Top 3 reasons companies amend their US Private Placements

Companies sometimes seek changes to covenants during the life of a 10 to 15-year note. In this article, we examine the issues that can prompt such a request.

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The US Private Placement (USPP) market is an important source of long-term debt funding for Australian companies and often fosters a close relationship between investors and corporate issuers.

But the USPP market also has its own unique features that might be less familiar to new borrowers and top of the list would be covenants and the corresponding amendment process, which is not an uncommon event in the long life of a USPP.

The term “amendment” in the US Private Placement market can range from something as benign as a technical change to an otherwise effective note agreement to something more difficult such as building headroom in the financial covenants for a company that is struggling to stay compliant with the terms and conditions of its note agreement.

Our US Private Placement team, in conjunction with Bruce Dailey at Sidley Austin, and Michael Harrison at Chapman and Cutler LLP, recently produced a report “Navigating the US Private Placement Market Amendment Process,” on which this article is based.

Why amend a USPP transaction?

A common theme is the long-dated tenor of a USPP note agreement. Whereas a company with bank debt of the usual three to five years is unlikely to go through major changes during the life of the loan, the average term for a USPP transaction is 10 to 15 years — with some tranches issued for as long as 20 to 30 years as in the case of Sydney Airport or NSW Ports.

Over that period of time, the issuer’s industry conditions, strategy or corporate structure may well undergo changes that require the company to revisit and amend a USPP arrangement.

Mergers and acquisitions

“We see a lot of amendment requests and often the reason is that there is M&A activity that requires temporary rather than permanent relief as a company integrates a transaction,” said Michael Harrison, Partner at Chapman and Cutler LLP, a law firm that represents USPP investors.

After a merger, the acquired debt from the takeover target may go onto the buyer’s balance sheet as soon as the transaction closes, but new earnings will only begin to flow through over time. So an issuer may ask for temporary covenant relief of 12 months or so until the benefits of the merger flow through to the balance sheet.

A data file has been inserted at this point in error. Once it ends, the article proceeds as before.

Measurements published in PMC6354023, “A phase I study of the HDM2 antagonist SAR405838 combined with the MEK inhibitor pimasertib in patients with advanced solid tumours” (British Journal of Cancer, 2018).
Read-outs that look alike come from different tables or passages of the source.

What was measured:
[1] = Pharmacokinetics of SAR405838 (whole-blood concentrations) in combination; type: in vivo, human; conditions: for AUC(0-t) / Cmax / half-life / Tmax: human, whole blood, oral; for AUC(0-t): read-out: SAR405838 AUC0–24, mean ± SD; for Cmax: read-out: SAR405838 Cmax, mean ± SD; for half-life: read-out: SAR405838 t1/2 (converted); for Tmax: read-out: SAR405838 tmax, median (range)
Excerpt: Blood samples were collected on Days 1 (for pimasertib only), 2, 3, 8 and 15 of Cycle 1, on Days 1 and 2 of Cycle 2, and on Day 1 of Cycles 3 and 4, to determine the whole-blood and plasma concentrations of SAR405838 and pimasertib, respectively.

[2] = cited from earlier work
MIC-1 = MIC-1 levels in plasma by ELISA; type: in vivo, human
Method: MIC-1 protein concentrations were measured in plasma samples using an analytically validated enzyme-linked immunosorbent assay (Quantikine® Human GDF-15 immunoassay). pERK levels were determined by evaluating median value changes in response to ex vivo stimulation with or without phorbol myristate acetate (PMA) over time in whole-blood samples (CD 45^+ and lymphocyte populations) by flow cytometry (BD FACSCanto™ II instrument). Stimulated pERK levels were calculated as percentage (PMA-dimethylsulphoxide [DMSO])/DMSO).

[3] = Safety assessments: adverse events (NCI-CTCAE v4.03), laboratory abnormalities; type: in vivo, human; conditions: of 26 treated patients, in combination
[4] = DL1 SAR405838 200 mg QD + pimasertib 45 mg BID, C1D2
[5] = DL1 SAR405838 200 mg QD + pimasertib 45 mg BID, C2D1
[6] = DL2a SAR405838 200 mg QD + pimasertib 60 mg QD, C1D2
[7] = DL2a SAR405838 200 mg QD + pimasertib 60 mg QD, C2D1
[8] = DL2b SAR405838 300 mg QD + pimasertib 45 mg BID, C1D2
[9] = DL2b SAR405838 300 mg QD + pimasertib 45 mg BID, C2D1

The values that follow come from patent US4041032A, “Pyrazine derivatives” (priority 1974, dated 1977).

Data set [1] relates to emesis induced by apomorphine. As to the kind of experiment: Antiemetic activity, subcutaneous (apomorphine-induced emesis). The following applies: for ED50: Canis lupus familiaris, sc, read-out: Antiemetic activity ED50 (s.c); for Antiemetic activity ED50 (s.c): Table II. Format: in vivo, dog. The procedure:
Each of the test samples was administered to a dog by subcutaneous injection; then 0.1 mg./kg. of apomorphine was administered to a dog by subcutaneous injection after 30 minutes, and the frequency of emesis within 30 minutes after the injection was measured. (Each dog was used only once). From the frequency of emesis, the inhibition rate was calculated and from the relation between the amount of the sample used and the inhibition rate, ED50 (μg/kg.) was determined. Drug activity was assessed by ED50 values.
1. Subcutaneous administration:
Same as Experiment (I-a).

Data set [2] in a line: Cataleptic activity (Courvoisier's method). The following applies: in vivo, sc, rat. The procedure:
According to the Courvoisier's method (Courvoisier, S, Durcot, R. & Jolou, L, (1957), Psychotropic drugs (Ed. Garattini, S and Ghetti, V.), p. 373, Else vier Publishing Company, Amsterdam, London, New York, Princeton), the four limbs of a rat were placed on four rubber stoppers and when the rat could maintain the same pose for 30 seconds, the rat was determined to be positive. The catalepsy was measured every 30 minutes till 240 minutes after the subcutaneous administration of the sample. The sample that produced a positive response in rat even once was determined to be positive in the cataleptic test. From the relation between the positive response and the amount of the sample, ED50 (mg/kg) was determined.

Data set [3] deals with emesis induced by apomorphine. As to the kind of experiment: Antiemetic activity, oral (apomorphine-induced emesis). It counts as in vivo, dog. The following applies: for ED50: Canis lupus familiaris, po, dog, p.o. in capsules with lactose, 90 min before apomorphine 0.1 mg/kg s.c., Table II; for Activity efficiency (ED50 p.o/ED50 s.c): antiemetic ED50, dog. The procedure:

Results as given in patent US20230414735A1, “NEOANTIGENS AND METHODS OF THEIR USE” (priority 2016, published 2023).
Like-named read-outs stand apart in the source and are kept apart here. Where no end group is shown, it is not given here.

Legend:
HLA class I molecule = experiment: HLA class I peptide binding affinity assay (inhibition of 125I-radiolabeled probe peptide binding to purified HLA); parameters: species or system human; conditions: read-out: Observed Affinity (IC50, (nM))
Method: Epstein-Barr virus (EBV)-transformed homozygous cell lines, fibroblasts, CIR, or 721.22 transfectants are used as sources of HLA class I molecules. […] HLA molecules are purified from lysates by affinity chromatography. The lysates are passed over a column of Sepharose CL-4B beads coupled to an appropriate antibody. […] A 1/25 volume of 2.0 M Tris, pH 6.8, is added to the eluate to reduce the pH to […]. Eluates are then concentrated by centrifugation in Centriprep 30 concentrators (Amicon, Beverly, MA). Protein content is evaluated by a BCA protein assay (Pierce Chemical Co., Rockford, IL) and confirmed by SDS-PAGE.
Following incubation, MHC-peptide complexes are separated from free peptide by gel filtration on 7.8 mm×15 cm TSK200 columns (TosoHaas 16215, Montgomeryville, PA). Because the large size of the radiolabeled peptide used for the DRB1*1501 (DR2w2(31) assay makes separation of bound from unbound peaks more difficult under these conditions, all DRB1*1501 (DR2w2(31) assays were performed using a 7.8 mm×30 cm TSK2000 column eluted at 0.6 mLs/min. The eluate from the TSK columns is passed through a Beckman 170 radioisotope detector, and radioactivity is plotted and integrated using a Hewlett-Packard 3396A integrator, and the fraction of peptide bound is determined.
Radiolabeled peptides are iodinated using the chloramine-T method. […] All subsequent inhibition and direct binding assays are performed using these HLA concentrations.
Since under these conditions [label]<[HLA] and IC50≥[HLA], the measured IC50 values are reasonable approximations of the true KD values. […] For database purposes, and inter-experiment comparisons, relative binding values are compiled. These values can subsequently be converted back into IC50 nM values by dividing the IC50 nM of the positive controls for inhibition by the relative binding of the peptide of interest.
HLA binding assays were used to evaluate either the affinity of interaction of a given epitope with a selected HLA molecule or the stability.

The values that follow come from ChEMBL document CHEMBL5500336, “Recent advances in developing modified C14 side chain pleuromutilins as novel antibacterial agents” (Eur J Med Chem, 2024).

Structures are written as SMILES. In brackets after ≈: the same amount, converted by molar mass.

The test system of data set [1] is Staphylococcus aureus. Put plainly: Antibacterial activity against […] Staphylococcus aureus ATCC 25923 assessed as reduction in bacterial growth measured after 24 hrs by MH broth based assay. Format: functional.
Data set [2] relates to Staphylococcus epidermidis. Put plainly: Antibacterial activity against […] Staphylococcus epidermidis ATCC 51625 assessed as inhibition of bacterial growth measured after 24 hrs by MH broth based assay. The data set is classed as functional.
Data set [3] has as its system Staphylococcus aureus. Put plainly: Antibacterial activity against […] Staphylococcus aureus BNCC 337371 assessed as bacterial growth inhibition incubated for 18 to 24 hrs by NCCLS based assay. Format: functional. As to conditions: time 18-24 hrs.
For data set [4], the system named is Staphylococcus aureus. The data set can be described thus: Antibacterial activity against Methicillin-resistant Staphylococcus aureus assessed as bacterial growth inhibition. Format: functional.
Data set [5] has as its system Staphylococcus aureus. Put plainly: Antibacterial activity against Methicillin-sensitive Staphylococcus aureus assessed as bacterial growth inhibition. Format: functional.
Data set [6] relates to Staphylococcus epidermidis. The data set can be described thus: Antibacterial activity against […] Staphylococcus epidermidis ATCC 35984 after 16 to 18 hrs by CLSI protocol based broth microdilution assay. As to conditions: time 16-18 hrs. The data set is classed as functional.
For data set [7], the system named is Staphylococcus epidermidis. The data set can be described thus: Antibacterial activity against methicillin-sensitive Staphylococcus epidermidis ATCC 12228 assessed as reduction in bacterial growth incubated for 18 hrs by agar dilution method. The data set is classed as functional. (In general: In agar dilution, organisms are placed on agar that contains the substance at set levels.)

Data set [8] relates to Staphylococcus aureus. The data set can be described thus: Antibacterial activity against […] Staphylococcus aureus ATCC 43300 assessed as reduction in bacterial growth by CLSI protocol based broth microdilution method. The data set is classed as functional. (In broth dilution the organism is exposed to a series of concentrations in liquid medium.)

“It’s important to remember that US Private Placement investors have both similarities and differences from the banks. They have much closer relationships than normal bondholders, but at the same time they don’t have the same frequency of contact that banks do,” said Geoffrey Schmidt, General Manager, Corporate Finance North America at National Australia Bank.

Aiming for consistency

He said that issuers sometimes request an amendment to their USPP debt because they wish to harmonise the terms and conditions across all of their financing arrangements.

It can be an administrative burden to calculate covenants across different debt platforms, so by making all covenants consistent, that burden (and the corresponding reporting risk) disappears. “We have this dialogue frequently with issuers from this market. It is usually part of a broader discussion about strategy and market heuristics,” said Schmidt.

Performance issues

The third key reason for seeking an amendment, though also less common than the first two, is that an issuer may look for covenant relief when the company’s performance or outlook deteriorates.

“This happens in business and the private placement market is a long-term bond market, so cycles can be witnessed,” said Bruce Dailey, Partner at Sidley Austin, a law firm representing issuers.

Some issuers may come to face significant performance challenges due to changes in their sector, a poor strategic decision or, in extreme cases, a failure to adapt to a fundamental shift in the industry (the classic example being Kodak and the advent of the digital camera and smart phones).  At the extreme, an issuer may slip to non-investment grade.

“When this happens the investors naturally become concerned.  As a non-investment grade holding, the investors face a higher cost to capital to hold the investment and the asset simply may become uneconomic at the stated coupon,” Dailey said.

These experts agreed that investors in the private placement market will respond to genuine issues and challenges, but will resist conforming exercises simply for the sake of conforming if an issuer wishes to update its financial agreements. A properly drafted private placement will have significantly less covenants than a bank package and investors will focus on including only material covenants.  Those covenants are generally considered to be “set and forget”.

For the full report on “Navigating the US Private Placement Market Amendment Process,” please contact your NAB banker.

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